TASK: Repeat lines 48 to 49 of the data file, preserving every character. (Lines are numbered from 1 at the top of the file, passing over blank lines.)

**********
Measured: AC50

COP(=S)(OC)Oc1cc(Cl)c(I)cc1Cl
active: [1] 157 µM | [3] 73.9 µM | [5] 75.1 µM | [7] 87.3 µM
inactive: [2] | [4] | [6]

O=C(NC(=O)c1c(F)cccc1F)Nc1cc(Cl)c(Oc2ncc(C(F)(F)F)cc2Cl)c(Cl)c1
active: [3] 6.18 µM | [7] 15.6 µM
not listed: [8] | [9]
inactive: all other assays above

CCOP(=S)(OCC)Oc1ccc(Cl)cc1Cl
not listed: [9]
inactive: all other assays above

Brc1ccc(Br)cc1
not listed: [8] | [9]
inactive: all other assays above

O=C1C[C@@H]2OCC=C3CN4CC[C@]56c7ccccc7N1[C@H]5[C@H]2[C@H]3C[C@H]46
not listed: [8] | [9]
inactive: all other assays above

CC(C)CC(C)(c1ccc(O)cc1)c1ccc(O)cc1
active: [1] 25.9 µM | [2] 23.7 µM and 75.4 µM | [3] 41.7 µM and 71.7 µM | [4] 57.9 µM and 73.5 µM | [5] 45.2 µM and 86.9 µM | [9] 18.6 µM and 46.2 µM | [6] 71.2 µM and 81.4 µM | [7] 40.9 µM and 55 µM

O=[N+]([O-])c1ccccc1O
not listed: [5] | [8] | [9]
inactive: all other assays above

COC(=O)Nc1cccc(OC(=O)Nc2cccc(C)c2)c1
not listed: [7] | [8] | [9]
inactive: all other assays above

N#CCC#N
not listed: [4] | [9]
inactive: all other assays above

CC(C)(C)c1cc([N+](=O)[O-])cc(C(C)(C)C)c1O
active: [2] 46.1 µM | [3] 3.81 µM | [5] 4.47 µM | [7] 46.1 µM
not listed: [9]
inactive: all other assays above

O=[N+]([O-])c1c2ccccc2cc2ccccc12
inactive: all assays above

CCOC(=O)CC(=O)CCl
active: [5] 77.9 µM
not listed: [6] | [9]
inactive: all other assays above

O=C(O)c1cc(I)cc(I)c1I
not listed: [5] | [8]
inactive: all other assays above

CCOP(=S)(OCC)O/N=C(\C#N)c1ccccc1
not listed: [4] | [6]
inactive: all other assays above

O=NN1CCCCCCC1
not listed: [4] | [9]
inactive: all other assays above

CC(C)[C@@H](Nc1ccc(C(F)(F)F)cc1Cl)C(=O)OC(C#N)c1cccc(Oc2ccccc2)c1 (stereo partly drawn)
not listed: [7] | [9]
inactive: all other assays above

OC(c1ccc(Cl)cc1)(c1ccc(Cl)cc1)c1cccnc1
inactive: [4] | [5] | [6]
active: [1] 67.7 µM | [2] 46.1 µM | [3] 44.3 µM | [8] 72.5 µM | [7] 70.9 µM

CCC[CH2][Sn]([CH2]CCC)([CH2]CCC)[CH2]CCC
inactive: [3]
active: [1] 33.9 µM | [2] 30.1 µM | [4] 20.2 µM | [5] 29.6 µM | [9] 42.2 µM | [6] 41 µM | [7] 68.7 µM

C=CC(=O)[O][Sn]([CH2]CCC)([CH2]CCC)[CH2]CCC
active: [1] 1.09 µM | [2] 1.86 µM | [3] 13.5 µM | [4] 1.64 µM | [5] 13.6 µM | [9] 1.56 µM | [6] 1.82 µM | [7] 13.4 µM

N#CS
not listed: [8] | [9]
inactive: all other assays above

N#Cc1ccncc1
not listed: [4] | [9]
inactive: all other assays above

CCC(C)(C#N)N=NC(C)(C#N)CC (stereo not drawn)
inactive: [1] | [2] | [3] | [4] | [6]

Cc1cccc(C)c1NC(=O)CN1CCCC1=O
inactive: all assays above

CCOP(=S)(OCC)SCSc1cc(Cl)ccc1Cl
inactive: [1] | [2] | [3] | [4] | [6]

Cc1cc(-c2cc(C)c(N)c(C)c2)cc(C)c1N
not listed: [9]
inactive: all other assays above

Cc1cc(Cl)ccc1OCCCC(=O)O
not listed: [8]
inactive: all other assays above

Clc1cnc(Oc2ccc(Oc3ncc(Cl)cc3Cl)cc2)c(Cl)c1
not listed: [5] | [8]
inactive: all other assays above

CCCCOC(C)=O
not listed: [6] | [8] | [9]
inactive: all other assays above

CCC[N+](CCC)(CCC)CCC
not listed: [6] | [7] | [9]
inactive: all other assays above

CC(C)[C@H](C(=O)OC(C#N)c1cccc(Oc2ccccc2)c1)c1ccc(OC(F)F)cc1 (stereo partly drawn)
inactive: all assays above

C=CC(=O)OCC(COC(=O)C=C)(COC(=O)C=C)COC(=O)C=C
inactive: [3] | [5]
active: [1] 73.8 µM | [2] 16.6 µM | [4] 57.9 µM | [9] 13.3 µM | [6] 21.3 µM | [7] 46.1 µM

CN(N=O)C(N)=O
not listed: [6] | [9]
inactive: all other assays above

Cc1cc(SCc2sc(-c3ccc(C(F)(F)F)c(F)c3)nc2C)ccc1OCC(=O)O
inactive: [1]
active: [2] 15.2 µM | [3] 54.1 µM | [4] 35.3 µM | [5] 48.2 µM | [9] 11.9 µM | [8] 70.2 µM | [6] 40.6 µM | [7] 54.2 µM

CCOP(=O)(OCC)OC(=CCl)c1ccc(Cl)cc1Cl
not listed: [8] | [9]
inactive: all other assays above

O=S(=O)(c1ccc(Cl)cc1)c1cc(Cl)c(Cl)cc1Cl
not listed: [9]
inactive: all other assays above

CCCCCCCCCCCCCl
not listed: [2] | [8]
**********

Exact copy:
CC(C)[C@@H](Nc1ccc(C(F)(F)F)cc1Cl)C(=O)OC(C#N)c1cccc(Oc2ccccc2)c1 (stereo partly drawn)
not listed: [7] | [9]